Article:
A new report is calling for the increased use of modular construction in the UK housing market, in a bid to meet new homes targets.
The Deploying Modular Housing in the UK report urges the government and housebuilders to come together to accelerate the use of modular construction.
The joint report from Places for People and the University of Cambridge’s Centre for Housing and Planning Research, calls for government support – both through grants and subsidies for developers using modular technologies, and through planning policy incentives.
It also recommends industry standards and warranties akin to traditional builds to provide certainty and confidence for housebuilders, end users and traditional lenders who are sometimes cautious of loaning on modular homes.
The report says that systematic data capture and evidence collection by housebuilders to create a strong evidence base of the benefits of offsite housing construction and MMC would help to combat customers’ mistrust, overcome risk aversion, and boost confidence among lenders.
Scott Black, group executive director – development at Places for People, said: “There are so many potential benefits to creating homes using modular technologies, but there are a host of current barriers and constraints that need addressing.
“Issues such as regulatory and approval barriers, skills shortages in the factories and a lack of cross-sector support are hindering the growth of modular construction – slowing down the take up. As an industry, we have the vision and the capabilities, but we need to pull together to address the barriers outlined in this report, and pave the way for a sustainable, modular future, one underpinned by an adequately skilled workforce who can drive the technology forward – helping establish it as a credible building practice for future consumers.”
The 34-page report also addresses the skills shortage in the UK sector.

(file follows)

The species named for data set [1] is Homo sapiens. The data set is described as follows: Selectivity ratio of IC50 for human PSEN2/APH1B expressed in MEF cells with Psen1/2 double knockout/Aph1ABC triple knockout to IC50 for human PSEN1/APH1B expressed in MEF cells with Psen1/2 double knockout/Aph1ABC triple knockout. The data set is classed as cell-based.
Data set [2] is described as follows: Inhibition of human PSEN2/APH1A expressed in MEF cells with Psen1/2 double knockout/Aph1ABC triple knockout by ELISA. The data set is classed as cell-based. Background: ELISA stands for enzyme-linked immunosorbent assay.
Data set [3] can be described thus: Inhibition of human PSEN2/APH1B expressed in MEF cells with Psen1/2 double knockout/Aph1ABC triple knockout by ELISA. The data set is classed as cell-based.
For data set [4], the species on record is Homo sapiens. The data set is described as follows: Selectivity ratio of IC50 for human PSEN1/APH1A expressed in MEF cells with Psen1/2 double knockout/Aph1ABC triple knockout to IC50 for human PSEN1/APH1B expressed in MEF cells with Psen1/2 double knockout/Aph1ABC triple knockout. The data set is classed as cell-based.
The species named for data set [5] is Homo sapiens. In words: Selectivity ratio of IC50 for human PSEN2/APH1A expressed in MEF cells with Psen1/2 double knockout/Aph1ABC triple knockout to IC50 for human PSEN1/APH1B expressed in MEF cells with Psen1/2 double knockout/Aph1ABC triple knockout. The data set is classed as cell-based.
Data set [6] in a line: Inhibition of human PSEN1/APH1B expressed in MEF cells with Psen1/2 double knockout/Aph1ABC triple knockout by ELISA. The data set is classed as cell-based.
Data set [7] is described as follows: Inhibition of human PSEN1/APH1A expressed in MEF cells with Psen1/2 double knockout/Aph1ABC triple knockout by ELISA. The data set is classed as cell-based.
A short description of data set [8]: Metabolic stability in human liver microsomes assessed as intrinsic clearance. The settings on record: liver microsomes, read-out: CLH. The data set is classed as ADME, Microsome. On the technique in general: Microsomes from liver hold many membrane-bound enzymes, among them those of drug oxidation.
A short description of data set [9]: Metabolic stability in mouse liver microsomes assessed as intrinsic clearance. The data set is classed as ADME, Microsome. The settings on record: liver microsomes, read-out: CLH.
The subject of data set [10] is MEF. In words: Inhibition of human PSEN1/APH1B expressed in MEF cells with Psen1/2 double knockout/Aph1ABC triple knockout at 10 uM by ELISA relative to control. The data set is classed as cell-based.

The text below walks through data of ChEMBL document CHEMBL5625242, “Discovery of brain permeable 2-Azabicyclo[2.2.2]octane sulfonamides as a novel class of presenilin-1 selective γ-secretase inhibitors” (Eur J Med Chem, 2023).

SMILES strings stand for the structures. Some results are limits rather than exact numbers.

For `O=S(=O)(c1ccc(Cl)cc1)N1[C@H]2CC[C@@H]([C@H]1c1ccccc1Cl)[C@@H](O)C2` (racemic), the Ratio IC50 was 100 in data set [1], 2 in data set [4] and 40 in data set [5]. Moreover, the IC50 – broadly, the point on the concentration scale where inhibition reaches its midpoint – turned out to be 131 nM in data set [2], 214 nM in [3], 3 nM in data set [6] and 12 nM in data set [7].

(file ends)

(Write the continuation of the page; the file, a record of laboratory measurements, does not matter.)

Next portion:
“Another important factor is the need for investment in the development of a different set of skills than those used on traditional sites,” explained co-author Gemma Burgess, who is director of the Cambridge Centre for Housing and Planning Research at The University of Cambridge.
“This can be achieved by equipping the industry’s labour force with the necessary tools – including digital literacy and the use of new software and knowledge in offsite manufacture. This will all go hand in hand with retraining schemes and education programmes in collaboration with national and local government, education providers, industry bodies and the housebuilding industry.”
The report also proposes the idea of ‘innovation champions’ – individuals and companies – among housebuilders and developers, who actively use modular and offsite approaches and MMC, in order to boost their efforts and promote the benefits of innovation.
Other recommendations include proposals for the standardisation of materials and having a ‘kit of parts’ to be used across the industry by different manufacturers.
This will come through collaboration said Black, adding: “The more we share, the more we will learn. There do however need to be initiatives to promote this within the housebuilding industry – the Building Better group (NHF 2020) for example. Such plans would provide structures for effective communication, synthesise learning, and help to build networks and collaboration opportunities.”
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